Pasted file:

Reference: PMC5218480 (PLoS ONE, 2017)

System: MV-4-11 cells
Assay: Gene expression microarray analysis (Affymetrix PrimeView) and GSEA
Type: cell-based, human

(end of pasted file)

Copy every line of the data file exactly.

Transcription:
Reference: PMC5218480 (PLoS ONE, 2017)

System: MV-4-11 cells
Assay: Gene expression microarray analysis (Affymetrix PrimeView) and GSEA
Type: cell-based, human